Secondly – and this is where the aforementioned advertising executive would really become excited – solar power could save the average member of the population money. By having solar panels installed, people could save as much as 30% on their usual electricity and heating bills.

With every year that passes, the general populace becomes more concerned about their own impact on the environment and their own dependence on fossil fuels. As time passes, these people with particular concerns are looking at utilizing other forms of energy. Once upon a time, seeing solar panels on the roof of a normal home would have been alarmingly unusual, but it is now fast approaching the norm. The average household is now capable of saving the environment and saving money – what are you waiting for?

How Reliable Is Solar Power?

August 24, 2009 by  
Filed under Wind And Solar Energy

With solar power being flaunted as one of the realistic alternatives to the burning of fossil fuels, it is only natural that enlightened thoughts are turning to the reliability of the energy it can create. After all, the sun is an intermittent energy source. It does not always shine, with most countries experiencing cloud cover for large portions of the year. There is also the issue that the sun is only available for, at most, 12 hours out of every 24. Could the world’s energy demands really be sustained from what seems like such an unreliable heat source?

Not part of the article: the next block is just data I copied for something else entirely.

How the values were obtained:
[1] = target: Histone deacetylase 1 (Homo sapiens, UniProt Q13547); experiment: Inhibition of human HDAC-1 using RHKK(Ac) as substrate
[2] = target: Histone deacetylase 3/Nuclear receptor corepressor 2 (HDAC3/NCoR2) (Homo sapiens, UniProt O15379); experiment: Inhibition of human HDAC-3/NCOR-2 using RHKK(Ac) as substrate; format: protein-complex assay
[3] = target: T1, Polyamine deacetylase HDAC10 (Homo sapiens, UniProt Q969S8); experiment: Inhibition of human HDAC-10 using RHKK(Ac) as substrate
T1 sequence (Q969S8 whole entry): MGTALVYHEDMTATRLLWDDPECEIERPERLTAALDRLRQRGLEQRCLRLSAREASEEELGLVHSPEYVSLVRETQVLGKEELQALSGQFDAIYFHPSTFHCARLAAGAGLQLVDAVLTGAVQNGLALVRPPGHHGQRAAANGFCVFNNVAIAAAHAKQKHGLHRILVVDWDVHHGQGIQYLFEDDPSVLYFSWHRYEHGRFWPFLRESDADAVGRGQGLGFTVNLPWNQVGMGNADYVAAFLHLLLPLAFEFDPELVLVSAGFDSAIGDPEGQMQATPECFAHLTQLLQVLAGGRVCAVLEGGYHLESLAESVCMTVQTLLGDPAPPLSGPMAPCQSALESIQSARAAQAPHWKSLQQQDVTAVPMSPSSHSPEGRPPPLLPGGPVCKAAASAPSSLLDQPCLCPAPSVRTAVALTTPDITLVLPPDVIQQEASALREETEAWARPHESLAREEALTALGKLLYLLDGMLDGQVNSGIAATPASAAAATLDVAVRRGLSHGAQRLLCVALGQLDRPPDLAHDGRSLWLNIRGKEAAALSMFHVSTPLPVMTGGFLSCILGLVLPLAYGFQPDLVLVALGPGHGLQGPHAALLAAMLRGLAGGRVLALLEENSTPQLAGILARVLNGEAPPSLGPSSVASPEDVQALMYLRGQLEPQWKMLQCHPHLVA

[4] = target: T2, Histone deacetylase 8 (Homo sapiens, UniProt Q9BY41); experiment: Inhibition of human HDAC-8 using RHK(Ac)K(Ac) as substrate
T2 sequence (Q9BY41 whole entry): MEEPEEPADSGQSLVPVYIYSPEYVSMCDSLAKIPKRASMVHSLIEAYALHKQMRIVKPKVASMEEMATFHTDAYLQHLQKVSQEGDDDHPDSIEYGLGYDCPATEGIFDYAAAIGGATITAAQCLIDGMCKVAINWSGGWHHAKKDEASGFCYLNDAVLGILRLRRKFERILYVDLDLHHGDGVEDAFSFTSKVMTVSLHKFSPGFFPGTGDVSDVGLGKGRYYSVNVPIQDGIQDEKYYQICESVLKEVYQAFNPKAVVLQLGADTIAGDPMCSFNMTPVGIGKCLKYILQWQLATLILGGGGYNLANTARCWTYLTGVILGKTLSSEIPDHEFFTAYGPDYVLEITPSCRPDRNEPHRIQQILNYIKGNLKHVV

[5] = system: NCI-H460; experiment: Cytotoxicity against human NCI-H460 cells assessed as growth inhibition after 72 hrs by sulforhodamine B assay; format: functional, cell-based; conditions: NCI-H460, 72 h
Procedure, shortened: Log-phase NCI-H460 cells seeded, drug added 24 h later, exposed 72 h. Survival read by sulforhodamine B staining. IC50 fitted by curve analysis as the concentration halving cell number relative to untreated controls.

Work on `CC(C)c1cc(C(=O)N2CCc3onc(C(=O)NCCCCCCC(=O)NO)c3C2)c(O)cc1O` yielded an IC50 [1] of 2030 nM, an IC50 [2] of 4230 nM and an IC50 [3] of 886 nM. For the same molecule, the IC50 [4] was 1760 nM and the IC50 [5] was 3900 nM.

The answer is probably no, which is why solar energy is only being spoken of as one of the options for continued energy production. However, solar energy is one of the most viable of the options mentioned, even if it could not meet the entire world’s demands for energy by itself.

The reason for this is simple; the sun is a constant. The sun will continue to shine for as long as there is life on earth; by the time the sun begins to dim, the earth as we know it will begin to die. Unlike the expendable resources of coal and oil, this makes the sun very dependable – it will be here for as long as the world will.

The sun is also relatively easy to ‘tap’ into, as it shines directly onto earth and needs no human interaction for it to work to its full potential. While manufacturing solar panels can be expensive, they are relatively hassle free once created, and the only engineering they require to function is to be pointed as directly as possible toward the sun. This is certainly more viable than having to dig into the earth for coal, or send rigs out to sea to collect oil.

Solar power is, therefore, a reliable energy source. How effective it is is a matter of debate, but one should largely assume that much – if not all – of the world’s demand for energy can be satisfied by our most powerful celestial friend.